Stas Kazimov “The Key to Eternity”

The labyrinth exhibition, the sun shrine or the first coming of Serious Sam. The space of fiction is between past, future and present.

In the past, the truth of the ancients was lost – this is the Egyptian labyrinth of 2030 BC, the largest structure in the ancient world 80 km from Cairo (the maze of Knossos was made according to its model, where according to a legend the Minotaur lived). It was a huge temple complex, where they simultaneously worshiped all the Egyptian gods and at the same time a labyrinth tomb, a tomb for the pharaohs and sacred crocodiles. Before entering this space, there was a sign with the inscription: “Madness or death is what the weak or vicious find here, only the strong and the good find life and immortality here.” Historically, this place was so significant that many famous personalities wrote about it (Gerotod of Halicarnassus, Pliny the Elder, etc.), but now it is completely destroyed.

In the other polarity is the gaming reality as the future, in which we do not exist, but there is only an illusion (simulation) – this is the game Sirius Sam, released at the beginning of the zero. This is a fun and kitschy shooter with a bunch of fantastic monsters and a mission to save the earth from aliens, for which the protagonist goes to the past (to Egypt).

The third reality is the present, where time stands still, and the hero has only one invisible spirit left, he can no longer fight, now his only ability is to contemplate history in its continuous flow. Here in the tunnels \ rooms are the works of Stas Kazimov from the Polianna Principle series. The idea of ​​this principle was highlighted in the book of the same name by E. Porter (1913) – the main character of the book became an archetype – a reference to the psychological phenomenon: the paradox is that people tend to agree with the positive statements that relate to themselves. Polianna was notable for a specific form of optimistic outlook – she taught herself to rejoice and admire every negative event in her life. Thus, it not only changes itself and its fate, but also the reality and the lives of people from its environment.

The Stas series is fragments of thoughts, rustles, flashes, peeping at the TV, overcooked reflections of the history of world culture. This is how a whole collection of screens \ images arises that give a new layer and fit into the overall complex. The artist’s works are inscribed in four spaces located on opposite sides of the main hall with a swimming pool. The first room “Momento more” is filled with scarabs and ends with a skull with luminous eyes, another “Exit to infinity” ends with a black (green) hole, the next one refers to Alice in Wonderland – here is a broken mirror and snakes, the latter reminds of the children’s perception of the big world and ends with a huge luminous dresser.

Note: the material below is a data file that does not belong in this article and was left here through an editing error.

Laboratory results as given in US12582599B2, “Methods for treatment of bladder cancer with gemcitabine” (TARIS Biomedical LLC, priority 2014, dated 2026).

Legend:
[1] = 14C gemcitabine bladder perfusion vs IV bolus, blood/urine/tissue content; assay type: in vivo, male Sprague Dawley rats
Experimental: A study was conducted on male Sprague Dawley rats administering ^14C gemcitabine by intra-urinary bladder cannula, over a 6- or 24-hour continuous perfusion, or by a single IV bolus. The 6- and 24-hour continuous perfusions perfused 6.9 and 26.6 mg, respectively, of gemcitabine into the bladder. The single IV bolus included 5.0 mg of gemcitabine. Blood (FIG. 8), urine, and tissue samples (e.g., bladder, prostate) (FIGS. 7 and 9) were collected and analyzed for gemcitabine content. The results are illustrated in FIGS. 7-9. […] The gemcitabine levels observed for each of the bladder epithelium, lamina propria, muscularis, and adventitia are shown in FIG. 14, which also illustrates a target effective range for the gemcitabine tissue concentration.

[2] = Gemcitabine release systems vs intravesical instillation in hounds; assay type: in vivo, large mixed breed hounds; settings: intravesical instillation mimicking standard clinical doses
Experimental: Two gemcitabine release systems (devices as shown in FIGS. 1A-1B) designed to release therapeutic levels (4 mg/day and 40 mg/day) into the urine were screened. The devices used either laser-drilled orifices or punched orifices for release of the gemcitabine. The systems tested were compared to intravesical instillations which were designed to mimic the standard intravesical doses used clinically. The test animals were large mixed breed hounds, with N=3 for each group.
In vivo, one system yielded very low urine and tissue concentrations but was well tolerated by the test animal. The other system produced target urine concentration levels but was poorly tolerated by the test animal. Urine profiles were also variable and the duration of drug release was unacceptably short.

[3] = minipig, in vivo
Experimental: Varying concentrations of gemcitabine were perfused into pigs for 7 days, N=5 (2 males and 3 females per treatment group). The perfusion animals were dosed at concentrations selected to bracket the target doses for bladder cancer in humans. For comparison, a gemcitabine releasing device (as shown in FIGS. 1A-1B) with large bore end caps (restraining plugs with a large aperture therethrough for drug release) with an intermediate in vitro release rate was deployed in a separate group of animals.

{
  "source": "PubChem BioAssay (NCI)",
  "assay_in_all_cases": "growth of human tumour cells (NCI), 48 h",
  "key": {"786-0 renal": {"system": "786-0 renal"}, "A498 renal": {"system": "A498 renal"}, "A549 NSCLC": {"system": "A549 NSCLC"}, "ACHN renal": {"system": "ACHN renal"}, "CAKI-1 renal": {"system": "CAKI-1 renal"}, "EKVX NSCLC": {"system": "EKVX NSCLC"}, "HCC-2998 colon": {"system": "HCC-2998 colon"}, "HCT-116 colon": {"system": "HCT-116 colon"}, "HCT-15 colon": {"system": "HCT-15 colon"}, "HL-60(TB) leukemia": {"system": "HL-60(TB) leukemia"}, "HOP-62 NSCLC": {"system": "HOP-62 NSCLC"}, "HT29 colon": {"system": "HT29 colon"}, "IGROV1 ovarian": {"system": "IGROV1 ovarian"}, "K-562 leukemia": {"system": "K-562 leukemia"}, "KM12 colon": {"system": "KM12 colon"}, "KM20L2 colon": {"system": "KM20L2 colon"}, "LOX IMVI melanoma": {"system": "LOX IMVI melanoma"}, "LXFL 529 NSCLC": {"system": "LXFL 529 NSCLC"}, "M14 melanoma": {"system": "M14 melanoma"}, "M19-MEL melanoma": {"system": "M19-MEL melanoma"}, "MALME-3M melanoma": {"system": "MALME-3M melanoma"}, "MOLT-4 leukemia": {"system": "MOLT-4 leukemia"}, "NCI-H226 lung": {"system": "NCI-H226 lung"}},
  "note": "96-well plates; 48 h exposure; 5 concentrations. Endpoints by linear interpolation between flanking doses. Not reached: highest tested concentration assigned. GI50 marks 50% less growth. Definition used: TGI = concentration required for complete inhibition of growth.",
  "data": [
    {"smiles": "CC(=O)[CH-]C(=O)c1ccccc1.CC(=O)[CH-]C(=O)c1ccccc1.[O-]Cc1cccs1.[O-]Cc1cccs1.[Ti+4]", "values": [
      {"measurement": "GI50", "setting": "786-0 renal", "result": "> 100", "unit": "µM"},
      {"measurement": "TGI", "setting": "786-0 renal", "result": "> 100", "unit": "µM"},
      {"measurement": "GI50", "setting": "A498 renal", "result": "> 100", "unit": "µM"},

In these works the technique is interesting: not painting, but drawing on canvases. Some images have a capacious character and a tough composition, others are made on a whim, but in general the series is very harmonious. All works are performed on a light background with some incredible, thoughtful color, using a muted tonal range and primary colors: blue, yellow, red. Before us is not that figurative image, not that abstraction, where on the one hand there is a slight excitement of the hand, the feeling of mental flow, on the other hand a clear printed image, filigree made in the technique of linocut.

The paintings from this series refer to the street-art culture, more precisely to the struggle of the artist and local authorities (residential offices, which paint the walls soiled with unwanted drawings) without getting into the general tone. It creates a feeling of Internet perception, when you see interesting moments from different eras (showing different cultural codes and languages) to which occasionally text is added (in Russian, English, the numbers are sometimes both together). There are fragments of medieval manuscripts here (probably picked up from the public “Suffering Middle Ages”), there is our all – Pushkin, references to the great painting (“The Birth of Venus” by Botticelli), to Hamlet’s “To be or not to be.” Insects sat down here and there, heroes of famous cartoons and cult films step up, men’s faces with complex emotions (despair, confusion, bewilderment), several group scenes with aliens, puppets, and basketball play arise from nowhere. Looking at these works, jokes of 25 frames, somnambulistic myths and contrasts squeezed out of a blue screen, heard at the dawn from an open window, involuntarily come to mind.

Text: Ekaterina Mikhatova